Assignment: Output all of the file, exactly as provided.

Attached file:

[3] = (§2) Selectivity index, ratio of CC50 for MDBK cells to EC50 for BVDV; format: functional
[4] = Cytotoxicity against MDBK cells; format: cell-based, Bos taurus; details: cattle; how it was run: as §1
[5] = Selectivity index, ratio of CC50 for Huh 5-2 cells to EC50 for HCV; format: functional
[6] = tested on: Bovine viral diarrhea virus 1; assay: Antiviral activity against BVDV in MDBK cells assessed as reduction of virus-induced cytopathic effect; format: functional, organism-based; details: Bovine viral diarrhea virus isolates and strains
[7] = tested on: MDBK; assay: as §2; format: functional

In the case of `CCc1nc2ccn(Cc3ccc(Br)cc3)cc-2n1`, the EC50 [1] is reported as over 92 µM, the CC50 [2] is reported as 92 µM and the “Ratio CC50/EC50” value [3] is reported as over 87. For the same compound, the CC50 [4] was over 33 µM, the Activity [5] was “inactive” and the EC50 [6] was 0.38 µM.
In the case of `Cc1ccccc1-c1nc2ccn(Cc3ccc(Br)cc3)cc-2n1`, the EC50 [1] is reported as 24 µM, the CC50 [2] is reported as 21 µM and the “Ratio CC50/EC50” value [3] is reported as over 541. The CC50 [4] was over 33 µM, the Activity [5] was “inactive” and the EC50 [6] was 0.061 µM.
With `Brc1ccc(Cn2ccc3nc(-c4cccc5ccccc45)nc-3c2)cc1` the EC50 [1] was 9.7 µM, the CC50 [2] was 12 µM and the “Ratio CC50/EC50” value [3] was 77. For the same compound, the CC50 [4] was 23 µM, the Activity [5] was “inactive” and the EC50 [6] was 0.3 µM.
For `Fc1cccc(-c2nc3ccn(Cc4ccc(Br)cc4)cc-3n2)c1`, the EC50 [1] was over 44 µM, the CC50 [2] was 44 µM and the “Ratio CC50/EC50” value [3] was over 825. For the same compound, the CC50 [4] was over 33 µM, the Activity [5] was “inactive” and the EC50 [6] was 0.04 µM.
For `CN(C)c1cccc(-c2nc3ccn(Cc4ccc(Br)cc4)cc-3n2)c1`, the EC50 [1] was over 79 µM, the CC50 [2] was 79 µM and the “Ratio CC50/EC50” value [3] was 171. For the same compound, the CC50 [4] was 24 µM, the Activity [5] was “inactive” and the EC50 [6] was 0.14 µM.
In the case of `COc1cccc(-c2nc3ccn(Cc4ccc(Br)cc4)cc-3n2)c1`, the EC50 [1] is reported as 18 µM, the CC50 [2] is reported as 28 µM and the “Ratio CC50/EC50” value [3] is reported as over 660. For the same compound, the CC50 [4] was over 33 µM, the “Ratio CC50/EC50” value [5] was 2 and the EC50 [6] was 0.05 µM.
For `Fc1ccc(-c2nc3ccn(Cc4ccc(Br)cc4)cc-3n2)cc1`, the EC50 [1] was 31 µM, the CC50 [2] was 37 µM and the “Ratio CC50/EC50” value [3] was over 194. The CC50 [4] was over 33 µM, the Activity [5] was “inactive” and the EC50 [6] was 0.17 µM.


[3] = (§2) Selectivity index, ratio of CC50 for MDBK cells to EC50 for BVDV; format: functional
[4] = Cytotoxicity against MDBK cells; format: cell-based, Bos taurus; details: cattle; how it was run: as §1
[5] = Selectivity index, ratio of CC50 for Huh 5-2 cells to EC50 for HCV; format: functional
[6] = tested on: Bovine viral diarrhea virus 1; assay: Antiviral activity against BVDV in MDBK cells assessed as reduction of virus-induced cytopathic effect; format: functional, organism-based; details: Bovine viral diarrhea virus isolates and strains
[7] = tested on: MDBK; assay: as §2; format: functional

In the case of `CCc1nc2ccn(Cc3ccc(Br)cc3)cc-2n1`, the EC50 [1] is reported as over 92 µM, the CC50 [2] is reported as 92 µM and the “Ratio CC50/EC50” value [3] is reported as over 87. For the same compound, the CC50 [4] was over 33 µM, the Activity [5] was “inactive” and the EC50 [6] was 0.38 µM.
In the case of `Cc1ccccc1-c1nc2ccn(Cc3ccc(Br)cc3)cc-2n1`, the EC50 [1] is reported as 24 µM, the CC50 [2] is reported as 21 µM and the “Ratio CC50/EC50” value [3] is reported as over 541. The CC50 [4] was over 33 µM, the Activity [5] was “inactive” and the EC50 [6] was 0.061 µM.
With `Brc1ccc(Cn2ccc3nc(-c4cccc5ccccc45)nc-3c2)cc1` the EC50 [1] was 9.7 µM, the CC50 [2] was 12 µM and the “Ratio CC50/EC50” value [3] was 77. For the same compound, the CC50 [4] was 23 µM, the Activity [5] was “inactive” and the EC50 [6] was 0.3 µM.
For `Fc1cccc(-c2nc3ccn(Cc4ccc(Br)cc4)cc-3n2)c1`, the EC50 [1] was over 44 µM, the CC50 [2] was 44 µM and the “Ratio CC50/EC50” value [3] was over 825. For the same compound, the CC50 [4] was over 33 µM, the Activity [5] was “inactive” and the EC50 [6] was 0.04 µM.
For `CN(C)c1cccc(-c2nc3ccn(Cc4ccc(Br)cc4)cc-3n2)c1`, the EC50 [1] was over 79 µM, the CC50 [2] was 79 µM and the “Ratio CC50/EC50” value [3] was 171. For the same compound, the CC50 [4] was 24 µM, the Activity [5] was “inactive” and the EC50 [6] was 0.14 µM.
In the case of `COc1cccc(-c2nc3ccn(Cc4ccc(Br)cc4)cc-3n2)c1`, the EC50 [1] is reported as 18 µM, the CC50 [2] is reported as 28 µM and the “Ratio CC50/EC50” value [3] is reported as over 660. For the same compound, the CC50 [4] was over 33 µM, the “Ratio CC50/EC50” value [5] was 2 and the EC50 [6] was 0.05 µM.
For `Fc1ccc(-c2nc3ccn(Cc4ccc(Br)cc4)cc-3n2)cc1`, the EC50 [1] was 31 µM, the CC50 [2] was 37 µM and the “Ratio CC50/EC50” value [3] was over 194. The CC50 [4] was over 33 µM, the Activity [5] was “inactive” and the EC50 [6] was 0.17 µM.